, `A2`

, ..., `An`

where `Ai < Aj`

for `i < j`

. The canonical set of constraints depends on whether the equivalence class has been constrained to a concrete type:

If there exists a same-type constraint

`T == C`

, where`T`

is a member of the equivalence class and`C`

is a concrete type, the set of same-type constraints for the equivalence class is`A1 == C`

,`A2 == C`

, ...,`An == C`

.If there is no such same-type constraint, the set of canonical same-type constraints for the equivalence class is

`A1 == A2`

,`A2 == A3`

, ...,`A(n-1) == An`

.

The second case is illustrated above; note that it requires `n-1`

same-type constraints to form an equivalence class with `n`

separate components.

For the first case, consider a function that operates on `String`

collections:

func manyStrings<C1: Collection, C2: Collection, C3: Collection>( c1: C1, c2: C2, c3: C3) where C1.Element == String, C1.Element == C2.Element, C1.Element == C3.SubSequence.Element { }

The minimal canonical generic signature for this function is:

<C1, C2, C3 where C1: Collection, C2: Collection, C3: Collection, C1.Element == String, C2.Element == String, C3.Element == String>

Note that `C1.Element`

, `C2.Element`

, and `C3.SubSequence.Element`

are all in the same equivalence class, but are in different components. The first two are the local anchors of their respective components, while the local anchor for the third component is `C3.Element`

. Because the equivalence class is constrained to a concrete type (`String`

), the canonical form includes a same-type constraint making each local anchor equivalent to that concrete type.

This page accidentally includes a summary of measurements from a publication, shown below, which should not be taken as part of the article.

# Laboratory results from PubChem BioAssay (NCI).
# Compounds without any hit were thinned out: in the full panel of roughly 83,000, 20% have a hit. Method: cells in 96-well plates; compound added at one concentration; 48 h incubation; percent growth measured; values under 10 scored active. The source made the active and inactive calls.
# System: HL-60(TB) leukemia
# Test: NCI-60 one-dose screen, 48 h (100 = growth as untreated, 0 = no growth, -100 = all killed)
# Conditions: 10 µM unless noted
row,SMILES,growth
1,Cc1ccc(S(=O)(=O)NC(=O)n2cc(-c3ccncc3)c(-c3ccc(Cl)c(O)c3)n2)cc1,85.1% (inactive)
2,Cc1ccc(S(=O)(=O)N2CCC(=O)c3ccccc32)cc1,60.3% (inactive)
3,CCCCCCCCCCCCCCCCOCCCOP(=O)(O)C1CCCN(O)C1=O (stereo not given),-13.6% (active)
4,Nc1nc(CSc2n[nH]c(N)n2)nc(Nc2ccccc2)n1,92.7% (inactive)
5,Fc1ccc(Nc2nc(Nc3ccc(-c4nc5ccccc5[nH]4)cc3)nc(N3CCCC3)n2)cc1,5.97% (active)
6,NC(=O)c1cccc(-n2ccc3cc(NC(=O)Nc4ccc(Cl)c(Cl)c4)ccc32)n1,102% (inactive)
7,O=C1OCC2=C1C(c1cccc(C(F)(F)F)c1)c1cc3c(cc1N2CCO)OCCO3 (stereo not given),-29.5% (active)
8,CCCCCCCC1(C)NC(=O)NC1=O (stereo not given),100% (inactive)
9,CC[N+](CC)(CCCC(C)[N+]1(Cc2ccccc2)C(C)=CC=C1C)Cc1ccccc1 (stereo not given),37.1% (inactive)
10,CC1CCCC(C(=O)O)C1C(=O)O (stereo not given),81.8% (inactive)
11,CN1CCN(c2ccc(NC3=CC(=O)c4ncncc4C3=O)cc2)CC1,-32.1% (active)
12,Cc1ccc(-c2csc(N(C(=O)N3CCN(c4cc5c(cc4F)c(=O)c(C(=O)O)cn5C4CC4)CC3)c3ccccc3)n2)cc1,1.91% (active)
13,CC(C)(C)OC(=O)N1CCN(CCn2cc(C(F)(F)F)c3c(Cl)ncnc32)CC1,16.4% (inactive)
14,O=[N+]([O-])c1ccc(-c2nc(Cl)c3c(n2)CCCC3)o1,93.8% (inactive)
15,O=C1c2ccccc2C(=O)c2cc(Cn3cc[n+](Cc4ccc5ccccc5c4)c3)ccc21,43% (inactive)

A protocol can introduce a number of constraints, including inherited protocols and constraints on associated types. The *requirement signature* of a protocol is a form of a generic signature that describes those constraints. For example, consider a `Collection`

protocol similar to the one in the standard library:

protocol Collection: Sequence where SubSequence: Collection { associatedtype Index associatedtype Indices: Collection where Indices.Element == Index // ... }

This protocol introduces a number of constraints: `Self: Sequence`

(stated as inheritance), `Self.SubSequence: Collection`

(in the protocol where clause), `Self.Indices: Collection`

(associated type declaration) and `Self.Indices.Element == Index`

(associated type where clause). These constraints, which are directly implied by `Self: Collection`

, form the *requirement signature* of a protocol. As with other generic signatures used for the ABI, the requirement signature is minimal and canonical according to the rules described elsewhere in this document.